Sport is filled of highs and lows, winners and losers, so we thought it only right to compile the best and worst of 2016. Whether you’re a positive soul or complete cynic, there’s something on this list for everyone!
5. – Iceland at Euro 2016
Put your hands together for Iceland, the classic underdog entry who took EURO 2016 by storm. Firstly, through their incredible support, and then by going unbeaten in the group stages and famously knocking England out in the Round of 16.
4. – Just A Perfect Year
Next spring’s Six Nations has never looked so tasty for two reasons: Ireland and England.
Ireland didn’t just beat New Zealand for the first time in 111 years, they thrashed them. Add that to victories over South Africa and Australia and you can’t fault the quality among Joe Shmidt’s squad.
In the same vein, England managed to go the entirety of 2016 unbeaten. In a record-equalling year they didn’t record a single loss in 14 tests, a feat which they last achieved in their World Cup-winning year of 2003.
3. – Olympics Golden Boy
American swimmer Michael Phelps further cemented his title as the most decorated athlete in Olympic history.
In typically amazing fashion, Phelps blew away his competition, collecting five golds from six events. This took his incredible collection of Olympic golds to 23, and his total Olympic medal collection to 28.
2. – The King of Scotland
Since winning Wimbledon in 2013 Andy Murray has been firmly perched among the best tennis players of this generation. However, it felt that while Novak Djokovic continued his world-beating form, Murray would never quite make it to the very top of the tree.
Come July 10th this would all change as Murray won his second Wimbledon title, beating Milos Raonic in straight sets. Murray will finish 2016 as the world’s No.1 ranked player.
1. – McGregor’s Double-Strap Record
One man’s achievement cannot be spoken about so much by the general public and not win the top prize in sporting moments.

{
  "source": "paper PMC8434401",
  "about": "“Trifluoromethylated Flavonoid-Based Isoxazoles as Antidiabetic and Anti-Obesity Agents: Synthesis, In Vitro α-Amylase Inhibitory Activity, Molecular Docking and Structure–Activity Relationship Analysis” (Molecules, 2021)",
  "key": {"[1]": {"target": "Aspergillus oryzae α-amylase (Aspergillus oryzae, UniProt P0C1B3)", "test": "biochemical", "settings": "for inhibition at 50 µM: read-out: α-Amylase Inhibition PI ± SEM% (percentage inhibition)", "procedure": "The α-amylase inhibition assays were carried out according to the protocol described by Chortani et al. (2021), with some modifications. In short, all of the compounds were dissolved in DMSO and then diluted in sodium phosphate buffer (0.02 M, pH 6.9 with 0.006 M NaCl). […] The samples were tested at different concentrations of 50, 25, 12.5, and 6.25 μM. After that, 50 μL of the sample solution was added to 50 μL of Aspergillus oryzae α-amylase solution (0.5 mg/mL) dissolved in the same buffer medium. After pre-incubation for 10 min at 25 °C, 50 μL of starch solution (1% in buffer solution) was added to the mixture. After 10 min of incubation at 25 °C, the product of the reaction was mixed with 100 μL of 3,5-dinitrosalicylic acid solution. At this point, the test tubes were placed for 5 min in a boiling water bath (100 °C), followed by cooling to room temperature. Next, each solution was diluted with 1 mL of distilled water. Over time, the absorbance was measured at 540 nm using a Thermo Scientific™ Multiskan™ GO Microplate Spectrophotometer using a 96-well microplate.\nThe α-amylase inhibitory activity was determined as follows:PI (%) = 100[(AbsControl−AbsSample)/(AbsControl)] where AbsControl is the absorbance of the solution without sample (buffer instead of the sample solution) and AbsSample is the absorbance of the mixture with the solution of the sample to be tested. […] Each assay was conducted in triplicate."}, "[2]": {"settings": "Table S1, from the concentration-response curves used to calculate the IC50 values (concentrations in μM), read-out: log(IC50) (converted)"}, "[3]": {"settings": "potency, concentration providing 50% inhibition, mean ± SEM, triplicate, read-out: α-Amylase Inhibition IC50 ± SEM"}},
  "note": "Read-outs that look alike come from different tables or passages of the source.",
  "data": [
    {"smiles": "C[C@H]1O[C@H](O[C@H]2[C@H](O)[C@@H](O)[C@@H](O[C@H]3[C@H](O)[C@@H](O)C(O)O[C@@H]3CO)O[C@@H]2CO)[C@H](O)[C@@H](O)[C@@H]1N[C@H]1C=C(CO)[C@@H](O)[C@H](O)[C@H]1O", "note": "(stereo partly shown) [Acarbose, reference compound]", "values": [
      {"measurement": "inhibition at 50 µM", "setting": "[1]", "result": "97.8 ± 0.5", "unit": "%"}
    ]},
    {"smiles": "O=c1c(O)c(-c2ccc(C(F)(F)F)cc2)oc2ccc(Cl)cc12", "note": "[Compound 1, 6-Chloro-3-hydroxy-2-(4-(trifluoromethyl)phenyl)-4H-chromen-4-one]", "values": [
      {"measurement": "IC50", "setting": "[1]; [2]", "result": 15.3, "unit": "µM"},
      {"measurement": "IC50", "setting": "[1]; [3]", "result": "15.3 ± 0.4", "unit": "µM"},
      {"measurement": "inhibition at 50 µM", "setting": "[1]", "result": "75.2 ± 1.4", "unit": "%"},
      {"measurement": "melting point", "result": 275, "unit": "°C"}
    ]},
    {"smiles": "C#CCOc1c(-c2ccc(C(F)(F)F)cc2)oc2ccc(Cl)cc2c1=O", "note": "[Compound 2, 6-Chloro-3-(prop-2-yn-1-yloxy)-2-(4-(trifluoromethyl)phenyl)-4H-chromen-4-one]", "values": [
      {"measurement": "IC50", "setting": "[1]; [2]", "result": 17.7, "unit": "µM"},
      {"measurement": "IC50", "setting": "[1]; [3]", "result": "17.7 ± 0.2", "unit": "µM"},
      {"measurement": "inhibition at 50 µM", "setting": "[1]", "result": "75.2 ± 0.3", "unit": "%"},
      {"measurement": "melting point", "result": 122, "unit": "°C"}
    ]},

Conor McGregor’s win in Madison Square Garden has made him the undisputed king of the octagon. In stopping Eddie Alvarez, the Dubliner became the first UFC fighter ever to hold two weight title belts simultaneously.
5. – Beg, Borrow and Steal
USA swimmer, Ryan Lochte, won sympathy by claiming he was robbed at gunpoint at the Rio Olympics, but it was a lie.
In actual fact, it turns out he got drunk, relieved himself on a local petrol station wall and trashed a public toilet. He was later charged with filing a false police report.
4. Sharapova Served Suspension
Maria Sharapova shook the tennis and sporting world when she announced the failure of a drugs test.
Sharapova claimed she had been taking the drugs for a heart condition. However, as the story grew, it was released that 54 top professional athletes across a range of sports had failed tests for that drug within the first 3 months of 2016.
3. – EURO 2016 Mobs
If, by chance, you were too intoxicated during the EURO’s to recall who we’re referring to, it was you, England and Russia.
Three days of England fans being their drunken selves in Marseille, plus 200 seemingly well-trained Russian hooligans was never going to end well. In fact, it left several fans in hospital and caused thousands in damages.
Another low point among fans were the flares and fireworks thrown by Croatian fans during their match with the Czech Republic. The seriousness of this act was heightened by the nervous atmosphere already surrounding the championships.
2. – Rio 2016 Olympics
An Olympic Village not dissimilar to the city’s famous favelas, competition facilities labelled “unsafe” for use, more doping scandals than I’ve had hot dinners, and some of the most blatant corruption ever witnessed in sport.
The Rio 2016 Olympics was riddled with destruction and disaster. The sport has a long road to recovery after this debacle.
1. – Chapecoense Plane Crash
Without doubt, 2016′s sporting low point came in the early hours of Tuesday, November 29th as the plane carrying Brazilian football side Chapecoense crashed.
The crash left destruction in its wake, taking the lives of 19 footballers and at least 75 lives overall (some involved in the flight remain in a serious condition in hospital).
The team was travelling to the Colombian city of Medellín, where they were due to play local side Atlético Nacional in the first leg of the final of the Copa Sudamericana – South American football’s equivalent to the Europa League.
The crash serves as a cruel and tragic end to what was a fairytale journey for the side from southern Brazil. Furthermore, it provides the darkest moment the sporting world endured in 2016.